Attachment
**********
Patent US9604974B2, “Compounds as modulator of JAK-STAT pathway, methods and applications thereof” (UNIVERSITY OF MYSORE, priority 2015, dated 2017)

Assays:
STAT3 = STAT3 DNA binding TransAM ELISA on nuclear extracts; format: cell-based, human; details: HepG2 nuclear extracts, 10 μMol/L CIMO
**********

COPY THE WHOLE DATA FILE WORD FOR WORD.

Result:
Patent US9604974B2, “Compounds as modulator of JAK-STAT pathway, methods and applications thereof” (UNIVERSITY OF MYSORE, priority 2015, dated 2017)

Assays:
STAT3 = STAT3 DNA binding TransAM ELISA on nuclear extracts; format: cell-based, human; details: HepG2 nuclear extracts, 10 μMol/L CIMO